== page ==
Blood methionine and lysine concentration in lactating dairy cows supplemented with commercial rumen-proteced methionine and lysine products

A. Gallo, G. Fusconi, L. Fiorentini, E. Grilli, P. Fantinati and F. Masoero.

(2010) Third International Symposium on Energy and Protein Metabolism and Nutrition (ISEP), September 6-10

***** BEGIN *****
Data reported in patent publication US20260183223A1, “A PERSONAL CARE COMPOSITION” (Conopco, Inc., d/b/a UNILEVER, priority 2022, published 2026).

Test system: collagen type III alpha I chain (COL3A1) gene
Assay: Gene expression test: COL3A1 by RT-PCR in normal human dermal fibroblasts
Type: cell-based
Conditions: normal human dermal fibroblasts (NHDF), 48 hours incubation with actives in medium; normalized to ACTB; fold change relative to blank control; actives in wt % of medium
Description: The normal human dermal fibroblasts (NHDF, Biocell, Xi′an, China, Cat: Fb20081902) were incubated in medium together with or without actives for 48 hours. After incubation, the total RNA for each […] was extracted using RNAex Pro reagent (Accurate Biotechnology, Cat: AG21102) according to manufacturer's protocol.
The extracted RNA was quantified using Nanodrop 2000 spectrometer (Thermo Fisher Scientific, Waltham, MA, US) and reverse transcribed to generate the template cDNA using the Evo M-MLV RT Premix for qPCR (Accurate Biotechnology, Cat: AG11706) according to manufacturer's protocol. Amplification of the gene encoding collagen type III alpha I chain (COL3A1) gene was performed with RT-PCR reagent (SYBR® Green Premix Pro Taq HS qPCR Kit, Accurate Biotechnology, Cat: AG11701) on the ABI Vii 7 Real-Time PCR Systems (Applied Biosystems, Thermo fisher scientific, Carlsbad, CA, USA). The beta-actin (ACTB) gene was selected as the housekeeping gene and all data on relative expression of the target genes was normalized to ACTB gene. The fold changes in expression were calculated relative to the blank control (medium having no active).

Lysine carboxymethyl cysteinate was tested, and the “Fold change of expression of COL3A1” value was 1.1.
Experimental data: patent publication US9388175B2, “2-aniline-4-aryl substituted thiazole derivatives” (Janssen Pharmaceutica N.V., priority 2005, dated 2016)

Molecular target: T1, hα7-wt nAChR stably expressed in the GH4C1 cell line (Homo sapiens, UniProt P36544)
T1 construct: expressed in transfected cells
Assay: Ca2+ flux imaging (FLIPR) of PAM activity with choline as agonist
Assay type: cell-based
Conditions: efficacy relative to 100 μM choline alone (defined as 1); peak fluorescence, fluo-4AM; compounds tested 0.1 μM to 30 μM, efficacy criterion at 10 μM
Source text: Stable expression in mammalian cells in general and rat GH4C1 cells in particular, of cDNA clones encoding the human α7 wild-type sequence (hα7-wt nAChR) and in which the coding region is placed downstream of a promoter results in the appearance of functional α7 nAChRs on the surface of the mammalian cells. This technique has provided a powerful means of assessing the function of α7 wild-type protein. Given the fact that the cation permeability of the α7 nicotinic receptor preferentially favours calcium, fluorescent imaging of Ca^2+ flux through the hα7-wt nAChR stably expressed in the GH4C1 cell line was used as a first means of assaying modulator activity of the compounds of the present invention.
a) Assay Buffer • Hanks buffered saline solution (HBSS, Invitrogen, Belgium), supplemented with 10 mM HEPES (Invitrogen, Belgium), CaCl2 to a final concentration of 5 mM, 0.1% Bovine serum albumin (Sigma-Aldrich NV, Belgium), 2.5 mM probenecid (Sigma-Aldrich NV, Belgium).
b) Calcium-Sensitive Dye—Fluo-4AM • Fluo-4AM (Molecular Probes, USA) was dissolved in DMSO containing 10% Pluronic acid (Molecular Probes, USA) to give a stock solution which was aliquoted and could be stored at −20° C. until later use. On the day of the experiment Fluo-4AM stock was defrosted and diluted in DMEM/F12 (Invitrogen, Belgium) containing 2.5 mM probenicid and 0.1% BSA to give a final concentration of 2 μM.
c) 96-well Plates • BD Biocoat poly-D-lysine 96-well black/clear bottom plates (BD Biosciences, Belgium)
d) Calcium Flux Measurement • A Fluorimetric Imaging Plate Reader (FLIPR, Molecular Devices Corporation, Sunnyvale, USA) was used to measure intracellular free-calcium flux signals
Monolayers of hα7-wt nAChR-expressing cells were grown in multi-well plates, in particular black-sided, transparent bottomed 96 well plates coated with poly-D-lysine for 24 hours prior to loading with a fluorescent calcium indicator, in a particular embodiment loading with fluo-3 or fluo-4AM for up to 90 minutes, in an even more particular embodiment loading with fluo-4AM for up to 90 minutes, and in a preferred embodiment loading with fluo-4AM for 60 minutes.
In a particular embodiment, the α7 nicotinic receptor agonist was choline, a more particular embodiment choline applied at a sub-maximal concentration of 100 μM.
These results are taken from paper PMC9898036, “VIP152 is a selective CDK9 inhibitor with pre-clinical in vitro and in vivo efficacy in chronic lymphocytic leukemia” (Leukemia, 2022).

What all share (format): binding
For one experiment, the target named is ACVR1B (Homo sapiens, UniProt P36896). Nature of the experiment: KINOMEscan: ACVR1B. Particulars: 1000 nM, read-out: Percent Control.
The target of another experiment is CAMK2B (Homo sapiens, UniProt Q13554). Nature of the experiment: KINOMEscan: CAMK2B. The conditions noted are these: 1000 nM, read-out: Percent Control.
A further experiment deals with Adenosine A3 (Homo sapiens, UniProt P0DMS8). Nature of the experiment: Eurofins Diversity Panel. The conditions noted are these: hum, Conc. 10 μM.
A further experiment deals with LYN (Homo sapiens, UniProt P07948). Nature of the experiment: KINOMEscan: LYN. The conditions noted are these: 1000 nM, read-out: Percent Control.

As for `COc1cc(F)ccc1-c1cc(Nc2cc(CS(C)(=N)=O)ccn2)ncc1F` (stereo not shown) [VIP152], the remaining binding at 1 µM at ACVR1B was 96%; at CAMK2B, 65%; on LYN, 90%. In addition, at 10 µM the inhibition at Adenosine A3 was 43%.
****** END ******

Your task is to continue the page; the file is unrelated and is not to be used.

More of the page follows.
It is well known that methionine (Met) and lysine (Lys) are two of the most limiting amino acids (AA) for milk and protein production in lactating dairy cows fed corn-based diets (Schwab et al., 2003; Rulquin, 2004). The NRC (2001) suggested concentrations of Met and Lys of 2.4% and 7.2% on a metabolizable protein (MP) basis, respectively, in order to maximize the use of MP for milk and milk protein yield by lactating dairy cows. However, it should be taken in consideration that these concentrations are hardly achieved. Nutritionists have two methods to feed lactating dairy cows with AA balanced diets: one is to incorporate feeds with a high level of rumen undegradable protein, and the other is to supplement the diet with ruminally protected (RP) synthetic AA (Schwab et al., 2003). The aim of this work was to assess the bioavailability of a RP D,L-Met and RP L-Lys HCl products by a standardized blood test (Südekum et al., 2004).